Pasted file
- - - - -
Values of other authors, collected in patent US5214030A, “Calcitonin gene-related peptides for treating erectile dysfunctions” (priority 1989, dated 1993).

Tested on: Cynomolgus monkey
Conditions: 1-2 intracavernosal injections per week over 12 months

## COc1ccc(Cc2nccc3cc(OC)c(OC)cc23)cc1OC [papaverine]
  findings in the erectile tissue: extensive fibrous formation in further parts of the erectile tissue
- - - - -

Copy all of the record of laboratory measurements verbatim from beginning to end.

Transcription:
Values of other authors, collected in patent US5214030A, “Calcitonin gene-related peptides for treating erectile dysfunctions” (priority 1989, dated 1993).

Tested on: Cynomolgus monkey
Conditions: 1-2 intracavernosal injections per week over 12 months

## COc1ccc(Cc2nccc3cc(OC)c(OC)cc23)cc1OC [papaverine]
  findings in the erectile tissue: extensive fibrous formation in further parts of the erectile tissue